Culberson cleared to fly home, Martinez explains request

Charlie Culberson suffered multiple facial fractures when he was hit in the right cheek trying to bunt a fastball from Nationals reliever Fernando Rodney during Saturday’s game, but the Braves utilityman was released from the hospital later in the evening, spent the night at the team’s hotel and has been cleared to fly home to Atlanta today.

All things considered, that was positive news from everyone’s perspective today at Nationals Park, where the two clubs are preparing to play their series finale while still piecing together how the situation was handled in the minutes after it occurred.

Both Rodney and manager Davey Martinez offered apologies and sympathies to Culberson and the Braves, with Martinez calling Atlanta manager Brian Snitker this morning to convey his thoughts.

Martinez-Looks-From-Dugout-White-Sidebar.jpg“They said he’s going to be all right,” Martinez said. “But also, too, Fernando wanted to apologize as well. I let him know. It’s unfortunate when something like that happens. As an organization, we feel awful. It’s a part of the game you never want to see. I made sure I talked to Brian today.”

Rodney, who was visibly shaken as he stood roughly 30 feet from the plate as trainers tended to Culberson, said he hoped to speak to him at some point to offer a personal apology.

“I want to say sorry,” Rodney said, “because I don’t want that to happen to anybody.”

Rodney remembered a similar situation on Aug. 3, 2008, when the then-Tigers closer hit Rays catcher Shawn Riggins with a pitch in the chest. He said as much as he wished he didn’t need to continue pitching after it happened, he understood it was necessary.

“Really after that, I say I don’t want to (pitch),” Rodney said. “I feel sorry that that happened. I feel like I tried to do something, I’m supposed to do (something). But that’s baseball. You have to continue to keep working. ... You try to recover your mind and keep going and doing your thing.”

Though Rodney would strike out Adam Duvall (who completed Culberson’s at-bat), he allowed five of the next batters to reach base, with four runs crossing the plate to give the Braves a 5-1 lead en route to a 10-1 blowout victory.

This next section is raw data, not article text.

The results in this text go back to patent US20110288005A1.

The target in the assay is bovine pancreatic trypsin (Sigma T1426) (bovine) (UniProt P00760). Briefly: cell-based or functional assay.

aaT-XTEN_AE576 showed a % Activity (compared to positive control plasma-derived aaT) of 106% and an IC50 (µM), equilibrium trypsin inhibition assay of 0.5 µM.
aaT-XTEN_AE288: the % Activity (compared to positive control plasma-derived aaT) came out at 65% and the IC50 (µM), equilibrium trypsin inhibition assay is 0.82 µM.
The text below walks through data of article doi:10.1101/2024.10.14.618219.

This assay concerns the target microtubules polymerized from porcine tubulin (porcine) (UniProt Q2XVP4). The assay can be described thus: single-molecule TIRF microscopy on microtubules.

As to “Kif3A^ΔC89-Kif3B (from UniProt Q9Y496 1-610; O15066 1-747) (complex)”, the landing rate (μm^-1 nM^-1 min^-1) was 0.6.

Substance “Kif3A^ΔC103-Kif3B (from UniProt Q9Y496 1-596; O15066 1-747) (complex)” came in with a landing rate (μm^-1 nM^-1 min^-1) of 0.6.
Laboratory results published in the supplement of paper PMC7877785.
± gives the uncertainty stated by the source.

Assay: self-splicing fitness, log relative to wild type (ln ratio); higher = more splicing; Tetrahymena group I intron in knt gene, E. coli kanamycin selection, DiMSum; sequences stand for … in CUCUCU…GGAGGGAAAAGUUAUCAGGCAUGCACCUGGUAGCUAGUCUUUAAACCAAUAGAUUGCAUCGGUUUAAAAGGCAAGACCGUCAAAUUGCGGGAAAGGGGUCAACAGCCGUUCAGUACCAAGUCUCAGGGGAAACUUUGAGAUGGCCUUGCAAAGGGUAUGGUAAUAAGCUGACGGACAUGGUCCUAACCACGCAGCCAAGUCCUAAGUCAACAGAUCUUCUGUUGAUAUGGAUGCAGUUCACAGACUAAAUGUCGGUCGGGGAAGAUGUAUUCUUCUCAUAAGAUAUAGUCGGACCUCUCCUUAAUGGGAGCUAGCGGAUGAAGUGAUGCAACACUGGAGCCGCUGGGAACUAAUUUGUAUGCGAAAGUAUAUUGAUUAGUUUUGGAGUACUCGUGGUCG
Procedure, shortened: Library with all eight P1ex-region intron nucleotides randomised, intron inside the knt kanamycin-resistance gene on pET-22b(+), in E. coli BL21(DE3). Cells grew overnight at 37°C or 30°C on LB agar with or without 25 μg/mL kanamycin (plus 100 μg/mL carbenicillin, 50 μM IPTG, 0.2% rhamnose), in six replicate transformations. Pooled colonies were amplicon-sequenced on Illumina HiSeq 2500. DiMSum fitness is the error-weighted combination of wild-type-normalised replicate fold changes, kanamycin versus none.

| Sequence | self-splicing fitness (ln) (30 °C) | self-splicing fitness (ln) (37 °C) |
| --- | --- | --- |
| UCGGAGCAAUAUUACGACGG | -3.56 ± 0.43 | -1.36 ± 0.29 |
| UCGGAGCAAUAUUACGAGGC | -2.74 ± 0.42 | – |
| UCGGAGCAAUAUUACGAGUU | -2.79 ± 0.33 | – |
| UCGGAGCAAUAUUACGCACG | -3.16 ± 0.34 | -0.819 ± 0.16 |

As he did after Saturday’s game, Martinez said he was confident Rodney was OK to continue pitching, based on the 42-year-old’s experience and body language after the moment.

“I’ve had Fernando before (with the Rays and Cubs) and I understand he gets it,” Martinez said. “He understands the game. But it’s a rough moment. A guy’s lying there, you don’t know what’s going on. It’s tough for anybody.”

Martinez also defended the circumstances that ultimately led to Sntiker’s ejection from the game after first base umpire Bill Welke ruled that in spite of being hit in the face Culberson still offered at the pitch, making it a strike instead of a hit-by-pitch.

Plate umpire and crew chief Tim Timmons told a pool reporter after the game that Martinez initiated the request of the swing-or-no-swing call, with Timmons asking Welke, who ruled that Culberson indeed had swung.

“He said: ‘We’d like you to check on whether or not he offered at the pitch,’” Timmons told the pool reporter. “I said: ‘OK, I understand. I’ll do that.’ At which point I went to first base umpire Bill Welke and asked him if he had him offer at the pitch. He said: ‘Yes, he did.’ So, that’s the situation. Brian got upset given he had gotten hit in the face. He was obviously upset.”

Asked today about his conversation with the umpires, Martinez declined to go into any detail but was adamant that the scene did not play out as Timmons said.

“It wasn’t the way it was portrayed to be,” the manager said.

Martinez said while he felt bad for Culberson in the moment, he also felt an obligation to inquire about the swing, given the situation: a tie game in the seventh inning. He also mentioned Trea Turner being called for a strike on the pitch that broke his finger in early April as justification for this request.

“I’m going to be honest with you: The last thing I wanted to do was be a jackass,” Martinez said. “I’ll tell you right now. All right? But they get it. They understood. It’s part of the game. We’re in a 1-1 game. I would think that everybody would understand that. It’s unfortunate. It stunk.

“As we all recall, we had a player break his finger in two places because he got hit, and he had to go back and we had to get somebody else to hit for him.”

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